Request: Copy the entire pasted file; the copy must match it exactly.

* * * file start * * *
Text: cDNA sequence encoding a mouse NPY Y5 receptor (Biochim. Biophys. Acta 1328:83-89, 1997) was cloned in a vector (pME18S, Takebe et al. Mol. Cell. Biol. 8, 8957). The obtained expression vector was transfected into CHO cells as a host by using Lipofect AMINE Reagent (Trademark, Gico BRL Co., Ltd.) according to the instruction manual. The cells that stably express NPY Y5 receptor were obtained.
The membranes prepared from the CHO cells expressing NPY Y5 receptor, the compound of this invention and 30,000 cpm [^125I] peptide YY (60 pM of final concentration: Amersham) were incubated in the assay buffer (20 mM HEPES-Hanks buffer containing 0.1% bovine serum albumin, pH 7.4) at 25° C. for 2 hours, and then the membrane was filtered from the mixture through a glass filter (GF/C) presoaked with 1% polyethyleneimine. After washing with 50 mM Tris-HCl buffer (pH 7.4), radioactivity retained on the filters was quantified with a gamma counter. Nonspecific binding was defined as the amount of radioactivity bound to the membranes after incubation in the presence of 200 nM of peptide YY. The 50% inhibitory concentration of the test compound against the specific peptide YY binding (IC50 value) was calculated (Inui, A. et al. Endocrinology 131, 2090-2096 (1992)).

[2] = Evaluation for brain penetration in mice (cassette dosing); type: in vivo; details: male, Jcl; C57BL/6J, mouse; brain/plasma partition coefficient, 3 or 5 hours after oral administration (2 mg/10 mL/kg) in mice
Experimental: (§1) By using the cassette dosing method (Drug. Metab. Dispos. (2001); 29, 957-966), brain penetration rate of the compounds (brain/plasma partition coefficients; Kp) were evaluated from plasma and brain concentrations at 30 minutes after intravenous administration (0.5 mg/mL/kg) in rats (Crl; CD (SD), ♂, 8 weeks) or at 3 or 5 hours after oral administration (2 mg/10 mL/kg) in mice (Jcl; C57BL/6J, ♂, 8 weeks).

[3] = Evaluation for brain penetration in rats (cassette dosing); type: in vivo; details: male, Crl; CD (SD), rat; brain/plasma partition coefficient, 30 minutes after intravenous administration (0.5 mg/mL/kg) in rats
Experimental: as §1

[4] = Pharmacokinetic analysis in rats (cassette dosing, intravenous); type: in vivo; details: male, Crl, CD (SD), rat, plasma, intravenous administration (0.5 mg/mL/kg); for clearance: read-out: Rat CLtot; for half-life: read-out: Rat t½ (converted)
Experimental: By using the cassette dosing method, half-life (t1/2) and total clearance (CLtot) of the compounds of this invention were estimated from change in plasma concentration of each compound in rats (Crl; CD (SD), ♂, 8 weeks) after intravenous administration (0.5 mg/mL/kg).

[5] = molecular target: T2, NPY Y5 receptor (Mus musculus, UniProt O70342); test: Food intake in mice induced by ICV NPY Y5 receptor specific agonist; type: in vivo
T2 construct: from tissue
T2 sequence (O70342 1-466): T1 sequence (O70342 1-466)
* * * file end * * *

Text: cDNA sequence encoding a mouse NPY Y5 receptor (Biochim. Biophys. Acta 1328:83-89, 1997) was cloned in a vector (pME18S, Takebe et al. Mol. Cell. Biol. 8, 8957). The obtained expression vector was transfected into CHO cells as a host by using Lipofect AMINE Reagent (Trademark, Gico BRL Co., Ltd.) according to the instruction manual. The cells that stably express NPY Y5 receptor were obtained.
The membranes prepared from the CHO cells expressing NPY Y5 receptor, the compound of this invention and 30,000 cpm [^125I] peptide YY (60 pM of final concentration: Amersham) were incubated in the assay buffer (20 mM HEPES-Hanks buffer containing 0.1% bovine serum albumin, pH 7.4) at 25° C. for 2 hours, and then the membrane was filtered from the mixture through a glass filter (GF/C) presoaked with 1% polyethyleneimine. After washing with 50 mM Tris-HCl buffer (pH 7.4), radioactivity retained on the filters was quantified with a gamma counter. Nonspecific binding was defined as the amount of radioactivity bound to the membranes after incubation in the presence of 200 nM of peptide YY. The 50% inhibitory concentration of the test compound against the specific peptide YY binding (IC50 value) was calculated (Inui, A. et al. Endocrinology 131, 2090-2096 (1992)).

[2] = Evaluation for brain penetration in mice (cassette dosing); type: in vivo; details: male, Jcl; C57BL/6J, mouse; brain/plasma partition coefficient, 3 or 5 hours after oral administration (2 mg/10 mL/kg) in mice
Experimental: (§1) By using the cassette dosing method (Drug. Metab. Dispos. (2001); 29, 957-966), brain penetration rate of the compounds (brain/plasma partition coefficients; Kp) were evaluated from plasma and brain concentrations at 30 minutes after intravenous administration (0.5 mg/mL/kg) in rats (Crl; CD (SD), ♂, 8 weeks) or at 3 or 5 hours after oral administration (2 mg/10 mL/kg) in mice (Jcl; C57BL/6J, ♂, 8 weeks).

[3] = Evaluation for brain penetration in rats (cassette dosing); type: in vivo; details: male, Crl; CD (SD), rat; brain/plasma partition coefficient, 30 minutes after intravenous administration (0.5 mg/mL/kg) in rats
Experimental: as §1

[4] = Pharmacokinetic analysis in rats (cassette dosing, intravenous); type: in vivo; details: male, Crl, CD (SD), rat, plasma, intravenous administration (0.5 mg/mL/kg); for clearance: read-out: Rat CLtot; for half-life: read-out: Rat t½ (converted)
Experimental: By using the cassette dosing method, half-life (t1/2) and total clearance (CLtot) of the compounds of this invention were estimated from change in plasma concentration of each compound in rats (Crl; CD (SD), ♂, 8 weeks) after intravenous administration (0.5 mg/mL/kg).

[5] = molecular target: T2, NPY Y5 receptor (Mus musculus, UniProt O70342); test: Food intake in mice induced by ICV NPY Y5 receptor specific agonist; type: in vivo
T2 construct: from tissue
T2 sequence (O70342 1-466): T1 sequence (O70342 1-466)